2019 Media Watch Archives
Brisk and UC Irvine electrical and computer engineering professor Mohammad Abdullah Al Faruqueand his doctoral student Sina Faezi; along with John C. Chaput, a professor of pharmaceutical sciences at UC Irvine; and William Grover, a bioengineering professor at UC Riverside, set microphones similar to those in a smartphone in several spots near a DNA synthesizer in Chaput’s lab.
IEEE Spectrum -
Engineers at the University of California say they have demonstrated how easy it would be to snoop on biotech companies making synthetic DNA…. The researchers demonstrated their spying technique on the Applied Biosystems 3400 DNA Synthesizer, a widely used older model…. “Acoustics for this particular machine was the problem,” says Mohammad Al Faruque, an electrical and computer engineering professor at the University of California Irvine whose team developed the algorithms. But any type of emission from a machine can potentially be analyzed, he says.
The New York Times -
The idea for the project, said Mohammad Al Faruque, an associate professor of electrical engineering and computer science at U.C.I., stemmed from his previous work stealing blueprints for things printed by a 3-D printer. “If you can eavesdrop on a machine, you can understand what it’s making,” he said. “And with the 3-D printer, we demonstrated that.”
Health Management -
A new study warns lab instruments used in biomedical research, such as DNA synthesising machines, may be leaking sensitive information through some kind of noise or sound that they make. The study by University of California researchers serves to highlight new security risks created by the cyber-physical nature of biotechnology workflows. The researchers found that speakers similar to smartphone speakers had the capability to determine what a DNA synthesiser was producing from the sounds its components made as it went through its manufacturing routine.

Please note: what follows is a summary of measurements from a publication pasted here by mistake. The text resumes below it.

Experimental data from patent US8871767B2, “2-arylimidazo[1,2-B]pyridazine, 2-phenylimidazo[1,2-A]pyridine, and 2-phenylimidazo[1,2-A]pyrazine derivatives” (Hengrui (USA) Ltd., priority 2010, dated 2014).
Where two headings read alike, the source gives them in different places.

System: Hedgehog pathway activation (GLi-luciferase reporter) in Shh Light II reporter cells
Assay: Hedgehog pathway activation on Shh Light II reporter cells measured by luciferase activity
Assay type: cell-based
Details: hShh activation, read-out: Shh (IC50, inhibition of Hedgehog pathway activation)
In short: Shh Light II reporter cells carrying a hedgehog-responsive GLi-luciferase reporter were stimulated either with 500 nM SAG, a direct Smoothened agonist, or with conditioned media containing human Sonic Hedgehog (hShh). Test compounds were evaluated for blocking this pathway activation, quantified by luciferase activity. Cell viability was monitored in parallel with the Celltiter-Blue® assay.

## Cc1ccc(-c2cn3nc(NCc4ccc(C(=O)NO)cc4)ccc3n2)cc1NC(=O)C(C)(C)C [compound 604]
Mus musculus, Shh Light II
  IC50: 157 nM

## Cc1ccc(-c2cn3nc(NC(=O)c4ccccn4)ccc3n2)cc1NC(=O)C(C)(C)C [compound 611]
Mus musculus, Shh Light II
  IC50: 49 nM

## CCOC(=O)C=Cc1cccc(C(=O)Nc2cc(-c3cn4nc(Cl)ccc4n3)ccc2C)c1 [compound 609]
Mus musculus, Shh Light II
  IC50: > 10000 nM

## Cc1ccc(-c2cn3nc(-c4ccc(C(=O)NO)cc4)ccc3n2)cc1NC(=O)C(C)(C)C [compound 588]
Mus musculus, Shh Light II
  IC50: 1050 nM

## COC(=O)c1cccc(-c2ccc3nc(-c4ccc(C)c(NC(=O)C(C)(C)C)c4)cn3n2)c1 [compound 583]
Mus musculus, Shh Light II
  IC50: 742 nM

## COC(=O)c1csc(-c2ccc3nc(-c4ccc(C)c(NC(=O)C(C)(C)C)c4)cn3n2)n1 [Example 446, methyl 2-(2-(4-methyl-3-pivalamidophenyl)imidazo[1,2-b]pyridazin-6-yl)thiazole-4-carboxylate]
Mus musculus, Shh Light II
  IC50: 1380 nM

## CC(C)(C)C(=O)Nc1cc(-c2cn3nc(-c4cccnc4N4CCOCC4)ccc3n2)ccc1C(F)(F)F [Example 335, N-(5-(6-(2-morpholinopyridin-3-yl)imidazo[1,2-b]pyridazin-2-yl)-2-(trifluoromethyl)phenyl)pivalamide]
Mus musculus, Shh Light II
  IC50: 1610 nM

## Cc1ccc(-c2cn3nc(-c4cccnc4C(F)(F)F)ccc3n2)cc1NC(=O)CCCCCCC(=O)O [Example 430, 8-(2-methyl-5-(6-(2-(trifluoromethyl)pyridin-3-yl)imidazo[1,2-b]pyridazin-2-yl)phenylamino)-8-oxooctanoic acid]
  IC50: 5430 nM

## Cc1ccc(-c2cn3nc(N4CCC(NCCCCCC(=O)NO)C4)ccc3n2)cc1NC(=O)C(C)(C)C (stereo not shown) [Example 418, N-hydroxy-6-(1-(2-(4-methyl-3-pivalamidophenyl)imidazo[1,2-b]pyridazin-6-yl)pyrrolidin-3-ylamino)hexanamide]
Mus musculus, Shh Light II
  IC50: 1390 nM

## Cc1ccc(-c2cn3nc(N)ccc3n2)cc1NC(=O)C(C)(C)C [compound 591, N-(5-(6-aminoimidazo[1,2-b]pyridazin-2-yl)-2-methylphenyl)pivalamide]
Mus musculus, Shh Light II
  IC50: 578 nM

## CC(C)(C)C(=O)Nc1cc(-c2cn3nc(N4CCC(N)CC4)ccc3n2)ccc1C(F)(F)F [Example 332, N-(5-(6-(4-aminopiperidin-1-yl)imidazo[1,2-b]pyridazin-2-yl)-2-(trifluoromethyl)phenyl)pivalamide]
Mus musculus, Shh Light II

“Over the last century, whether it was from computers or mobile phones, stealing data was all about directly stealing zeros and ones,” says Mohammad Abdullah Al Faruque, a computer scientist at UC Irvine whose lab led the latest eavesdropping efforts.
Healthcare IT News -
The new report noted the cyber-physical nature of biotechnology workflows has created new security risks, which the research community has mostly neglected. The researchers, including Philip Brisk, a UC Riverside associate professor of computer science, and UC Irvine electrical and computer engineering professor Mohammad Abdullah Al Faruque, recommend labs using DNA synthesizing machines institute security measures.
News Medical Life Sciences -
"A few years ago, we published a study on a similar method for stealing blueprints of objects being fabricated in 3-D printers, but this attack on DNA synthesizers is potentially much more serious," said Mohammad Al Faruque, UCI associate professor of electrical engineering & computer science. "In the wrong hands, DNA synthesis capability could result in bioterrorists synthesizing, at will, harmful pathogens such as anthrax."
Chemistry World -
‘Expanded genetic systems allow us to challenge the notion that the most conserved aspects of biology, shared across all life, are special,’ says genetic systems engineer Chang Liu from the University of California, Irvine, US, who was not involved in the new work.
Luca Mastropasqua, senior research scientist at the University of California Irvine's Advanced Power and Energy Program writes, “Approximately 49 million tons of CO2 could be cut via carbon capture, utilization and storage (CCUS) in the power sector — equivalent to removing 7 million cars from the roads — by 2030, according to a Clean Air Task Force (CATF) report published this week.”
R&D Magazine -
“The current standard of care in respiration monitoring is a pulmonary function test that's often difficult to perform and limited in terms of the snapshot it provides of a patient's respiratory health—meaning problems can sometimes be missed,” Michael Chu, UCI graduate student researcher in biomedical engineering and lead author of the study, said in a statement. “Our new stretch sensors allow users to walk around and go about their lives while vital information on the health of their lungs is being collected.”